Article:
Amphibian malformations and inbreeding.
ABSTRACT Inbreeding may lead to morphological malformations in a wide variety of taxa. We used genetic markers to evaluate whether malformed urodeles were more inbred and/or had less genetic diversity than normal salamanders. We captured 687 adult and 1,259 larval tiger salamanders (Ambystoma tigrinum tigrinum), assessed each individual for gross malformations, and surveyed genetic variation among malformed and normal individuals using both cytoplasmic and nuclear markers. The most common malformations in both adults and larvae were brachydactyly, ectrodactyly and polyphalangy. The overall frequency of adults with malformations was 0.078 compared to 0.081 in larval samples. Genetic diversity was high in both normal and malformed salamanders, and there were no significant difference in measures of inbreeding (f and F), allele frequencies, mean individual heterozygosity or mean internal relatedness. Environmental contaminants or other extrinsic factors may lead to genome alternations that ultimately cause malformations, but our data indicate that inbreeding is not a causal mechanism.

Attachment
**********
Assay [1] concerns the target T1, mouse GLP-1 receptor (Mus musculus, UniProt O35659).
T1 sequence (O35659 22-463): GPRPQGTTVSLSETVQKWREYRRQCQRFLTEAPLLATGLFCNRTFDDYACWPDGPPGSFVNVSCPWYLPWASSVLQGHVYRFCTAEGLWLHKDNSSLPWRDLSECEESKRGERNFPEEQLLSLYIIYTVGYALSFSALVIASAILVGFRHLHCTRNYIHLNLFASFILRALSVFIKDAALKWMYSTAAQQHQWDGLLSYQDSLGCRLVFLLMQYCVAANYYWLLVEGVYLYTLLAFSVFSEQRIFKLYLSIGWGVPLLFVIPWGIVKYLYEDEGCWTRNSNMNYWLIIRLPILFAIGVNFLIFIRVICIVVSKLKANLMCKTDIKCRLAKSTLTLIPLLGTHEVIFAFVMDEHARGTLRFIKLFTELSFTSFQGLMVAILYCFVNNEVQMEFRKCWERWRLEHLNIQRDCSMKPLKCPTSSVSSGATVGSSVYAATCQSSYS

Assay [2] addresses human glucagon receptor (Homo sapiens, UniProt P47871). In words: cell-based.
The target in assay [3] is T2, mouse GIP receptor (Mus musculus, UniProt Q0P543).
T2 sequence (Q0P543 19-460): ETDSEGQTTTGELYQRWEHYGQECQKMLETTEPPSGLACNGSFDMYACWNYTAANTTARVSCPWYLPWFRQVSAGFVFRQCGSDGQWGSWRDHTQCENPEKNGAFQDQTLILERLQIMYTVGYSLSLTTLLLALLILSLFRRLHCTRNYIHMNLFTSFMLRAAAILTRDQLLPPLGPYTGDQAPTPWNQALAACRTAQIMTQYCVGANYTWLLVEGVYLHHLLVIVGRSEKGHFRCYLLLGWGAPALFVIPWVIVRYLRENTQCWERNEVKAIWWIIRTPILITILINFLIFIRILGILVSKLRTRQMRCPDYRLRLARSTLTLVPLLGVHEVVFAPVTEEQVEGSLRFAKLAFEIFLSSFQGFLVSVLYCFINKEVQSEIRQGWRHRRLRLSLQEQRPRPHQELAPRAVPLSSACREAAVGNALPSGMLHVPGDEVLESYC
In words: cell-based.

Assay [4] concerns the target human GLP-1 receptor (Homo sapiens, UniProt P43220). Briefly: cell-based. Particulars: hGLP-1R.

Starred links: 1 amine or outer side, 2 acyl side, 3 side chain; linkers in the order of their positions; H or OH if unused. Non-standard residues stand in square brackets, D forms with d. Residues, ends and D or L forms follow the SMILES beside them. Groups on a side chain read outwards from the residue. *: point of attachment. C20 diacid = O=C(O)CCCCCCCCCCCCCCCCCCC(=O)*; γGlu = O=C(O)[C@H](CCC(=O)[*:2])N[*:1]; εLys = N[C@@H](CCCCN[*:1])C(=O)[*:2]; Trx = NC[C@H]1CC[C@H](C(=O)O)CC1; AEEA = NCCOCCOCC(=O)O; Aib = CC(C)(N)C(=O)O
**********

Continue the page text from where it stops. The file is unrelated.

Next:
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ABSTRACT: It is well established that a decrease in genetic variation can lead to reduced fitness and lack of adaptability to a changing environment. Amphibians are declining on a global scale, and we present a four-point argument as to why this taxonomic group seems especially prone to such genetic processes. We elaborate on the extent of recent fragmentation of amphibian gene pools and we propose the term dissociated populations to describe the residual population structure. To put their well-documented loss of genetic diversity into context, we provide an overview of 34 studies (covering 17 amphibian species) that address a link between genetic variation and >20 different fitness traits in amphibians. Although not all results are unequivocal, clear genetic-fitness-correlations (GFCs) are documented in the majority of the published investigations. In light of the threats faced by amphibians, it is of particular concern that the negative effects of various pollutants, pathogens and increased UV-B radiation are magnified in individuals with little genetic variability. Indeed, ongoing loss of genetic variation might be an important underlying factor in global amphibian declines.Diversity. 01/2010;